An interesting finding is that corticosteroid use is associated with a decreased ICU stay time as well as a prolonged hospital stay, VCT, and negative conversion. The decreased ICU stay time suggested that corticosteroids seemed to be effective in critically ill/severe patients with COVID-19, which was also addressed in the current study. Agents of corticosteroids are thought to have higher lung tissue-to-plasma ratios and accordingly can be used in lung injury models (Annane et al., 2017). These agents administrated in the ICU to cure ARDS of critically ill patients were associated with a shorter ICU stay (Annane et al., 2017). Early after the outbreak of COVID-19, the WHO recommended against the routine use of systematic corticosteroids for COVID-19 patients due to acknowledged AEs and a prolonged VCT. Reviewing the AEs, they were found to downregulate immunity, which can explain the prolonged hospital stay and negative conversion (Felsenstein et al., 2020). Similar results in a retrospective study suggested corticosteroids were associated with delayed MERS coronavirus RNA clearance (Arabi et al., 2018). Additionally, studies also showed corticosteroid use was associated with longer throat viral RNA detectability and acute respiratory syndrome coronavirus 2 shedding in mild-to-moderate COVID-19 patients, and clinical benefits on these patients were limited (Jamaati et al., 2021; Tang et al., 2021). Immune response and CD8+ T cell infiltration were involved in the COVID-19 pathological process, and reduction of CD4+ T cells, CD8+ T cells, and NK cells was observed on day 7 after corticosteroid use (Du et al., 2020). The dysregulated immune response and suppressive immune cells, therefore, may contribute to retarding virus shedding and a longer VCT and negative conversion. With the exception of the elusive status of corticosteroids on COVID-19, there are considerable benefits for ARDS, and a meta-analysis showed that the mixed use of hydrocortisone and methylprednisolone offered a reduced time to extubation, a shorter hospital stay, and less mortality with an increase in MV-free days and ICU-free days (Hashimoto et al., 2017). The proposed doses for methylprednisolone are 1–2 mg/kg, followed by the same daily dose at an infusion rate of 10 ml/h daily with a gradual taper in this setting (Meduri et al., 2018; Villar et al., 2020). Another study supported that methylprednisolone at 2 mg/kg is superior than dexamethasone at 6 mg/kg with lower MV and reduced hospital stay due to hypothesized higher lung tissue-to-plasma ratios in methylprednisolone (Ranjbar et al., 2021). An individual patient analysis investigating corticosteroid use on early and late ARDS demonstrated improved survival and a decreased duration of MV (Meduri et al., 2016). Based on current and previous evidence, the Society of Critical Medicine/European Society of Intensive Care Medicine guidelines recommend the early prescription of corticosteroids for moderate-to-severe ARDS (Annane et al., 2017); similarly, the Chinese National Clinical Guidance for COVID-19 Pneumonia Diagnosis and Treatment (available at http://www.nhc.gov.cn/yzygj/s7653p/202003/46c9294a7dfe4cef80dc7f5912eb1989.shtml) published by the Chinese National Health Committee set the initial recommendations for methylprednisolone in patients with clinically progressive deterioration. Other international societies and organizations, such as the American Thoracic Society, the Infectious Disease Society of America, the National Institute of Health of the United States, the Surviving Sepsis Campaign, and the WHO, have also mentioned recommendations for corticosteroids in COVID-19 patients (Cano et al., 2020; Lane and Fauci, 2021).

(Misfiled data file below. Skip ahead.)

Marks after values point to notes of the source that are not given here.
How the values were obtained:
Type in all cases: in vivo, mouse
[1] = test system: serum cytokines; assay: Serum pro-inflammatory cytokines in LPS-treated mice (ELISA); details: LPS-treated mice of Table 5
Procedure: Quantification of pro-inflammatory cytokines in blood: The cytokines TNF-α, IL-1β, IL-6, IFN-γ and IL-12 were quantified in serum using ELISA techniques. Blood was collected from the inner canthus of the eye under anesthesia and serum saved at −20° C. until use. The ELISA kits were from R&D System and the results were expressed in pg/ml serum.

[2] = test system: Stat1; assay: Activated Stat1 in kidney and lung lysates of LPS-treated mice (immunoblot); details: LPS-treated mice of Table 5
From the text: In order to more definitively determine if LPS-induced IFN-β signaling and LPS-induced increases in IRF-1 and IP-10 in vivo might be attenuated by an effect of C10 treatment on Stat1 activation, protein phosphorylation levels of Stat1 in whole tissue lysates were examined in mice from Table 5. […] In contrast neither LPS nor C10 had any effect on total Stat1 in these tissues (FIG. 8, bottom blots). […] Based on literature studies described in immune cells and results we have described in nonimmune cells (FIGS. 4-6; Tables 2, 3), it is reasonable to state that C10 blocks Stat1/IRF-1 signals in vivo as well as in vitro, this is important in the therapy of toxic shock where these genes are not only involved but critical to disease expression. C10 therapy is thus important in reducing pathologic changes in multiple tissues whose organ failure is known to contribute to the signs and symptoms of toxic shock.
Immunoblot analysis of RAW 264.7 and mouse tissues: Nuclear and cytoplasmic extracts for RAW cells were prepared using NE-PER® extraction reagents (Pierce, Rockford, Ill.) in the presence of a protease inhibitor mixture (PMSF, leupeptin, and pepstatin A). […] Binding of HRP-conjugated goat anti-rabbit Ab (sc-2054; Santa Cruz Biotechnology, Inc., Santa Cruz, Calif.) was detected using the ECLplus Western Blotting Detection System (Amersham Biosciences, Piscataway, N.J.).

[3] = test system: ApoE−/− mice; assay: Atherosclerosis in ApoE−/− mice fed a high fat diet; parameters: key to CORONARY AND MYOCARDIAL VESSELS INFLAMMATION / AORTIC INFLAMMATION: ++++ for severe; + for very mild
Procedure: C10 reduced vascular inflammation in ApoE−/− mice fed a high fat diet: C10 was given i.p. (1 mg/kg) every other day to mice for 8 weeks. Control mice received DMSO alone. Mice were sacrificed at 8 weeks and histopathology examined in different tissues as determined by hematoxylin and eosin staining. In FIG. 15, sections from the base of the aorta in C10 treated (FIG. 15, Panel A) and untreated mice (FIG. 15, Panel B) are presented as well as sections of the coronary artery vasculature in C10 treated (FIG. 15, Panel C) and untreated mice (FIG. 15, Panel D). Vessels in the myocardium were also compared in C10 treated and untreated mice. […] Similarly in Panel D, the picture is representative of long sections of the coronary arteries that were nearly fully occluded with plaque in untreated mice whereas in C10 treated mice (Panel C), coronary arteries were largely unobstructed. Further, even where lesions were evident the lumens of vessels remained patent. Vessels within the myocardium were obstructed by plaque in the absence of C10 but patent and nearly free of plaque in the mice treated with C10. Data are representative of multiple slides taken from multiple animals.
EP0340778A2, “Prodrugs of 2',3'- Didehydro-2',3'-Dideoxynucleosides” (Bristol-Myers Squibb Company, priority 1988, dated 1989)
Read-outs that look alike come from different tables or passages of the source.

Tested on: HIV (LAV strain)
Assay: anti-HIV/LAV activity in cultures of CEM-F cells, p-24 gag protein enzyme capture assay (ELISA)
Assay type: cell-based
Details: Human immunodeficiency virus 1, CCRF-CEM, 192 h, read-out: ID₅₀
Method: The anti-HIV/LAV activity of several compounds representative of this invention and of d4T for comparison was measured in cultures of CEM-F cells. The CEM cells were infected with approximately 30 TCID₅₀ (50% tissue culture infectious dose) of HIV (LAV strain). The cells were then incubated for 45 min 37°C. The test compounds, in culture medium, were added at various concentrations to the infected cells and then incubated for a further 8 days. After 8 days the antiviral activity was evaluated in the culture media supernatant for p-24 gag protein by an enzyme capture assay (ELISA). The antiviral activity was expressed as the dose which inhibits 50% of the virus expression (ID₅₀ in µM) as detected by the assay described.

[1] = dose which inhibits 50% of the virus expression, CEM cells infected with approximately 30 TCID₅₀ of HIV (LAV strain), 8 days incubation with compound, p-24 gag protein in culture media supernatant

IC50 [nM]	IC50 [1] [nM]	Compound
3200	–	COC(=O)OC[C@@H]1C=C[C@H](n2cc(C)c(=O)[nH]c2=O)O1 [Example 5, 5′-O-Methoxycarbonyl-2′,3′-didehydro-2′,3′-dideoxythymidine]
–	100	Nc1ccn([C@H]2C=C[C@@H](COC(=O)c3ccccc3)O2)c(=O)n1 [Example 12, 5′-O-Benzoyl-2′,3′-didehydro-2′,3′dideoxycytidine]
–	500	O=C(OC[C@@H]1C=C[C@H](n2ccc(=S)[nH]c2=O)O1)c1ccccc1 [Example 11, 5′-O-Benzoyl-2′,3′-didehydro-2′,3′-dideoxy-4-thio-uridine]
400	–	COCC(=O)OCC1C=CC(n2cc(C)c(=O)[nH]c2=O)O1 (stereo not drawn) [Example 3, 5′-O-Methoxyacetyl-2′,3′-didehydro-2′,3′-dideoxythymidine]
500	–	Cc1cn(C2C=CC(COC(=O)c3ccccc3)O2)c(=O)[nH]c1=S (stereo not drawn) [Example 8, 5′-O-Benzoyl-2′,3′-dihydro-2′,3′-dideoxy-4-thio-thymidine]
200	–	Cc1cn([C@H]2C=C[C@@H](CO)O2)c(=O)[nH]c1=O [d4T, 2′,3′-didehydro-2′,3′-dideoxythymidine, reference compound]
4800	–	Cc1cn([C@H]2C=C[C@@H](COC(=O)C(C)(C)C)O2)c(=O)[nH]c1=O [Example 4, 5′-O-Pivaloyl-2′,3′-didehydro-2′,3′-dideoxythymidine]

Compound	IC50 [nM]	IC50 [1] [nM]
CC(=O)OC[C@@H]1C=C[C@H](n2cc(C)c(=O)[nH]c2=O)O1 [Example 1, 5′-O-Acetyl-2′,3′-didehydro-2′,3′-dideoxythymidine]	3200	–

Implications and Limitations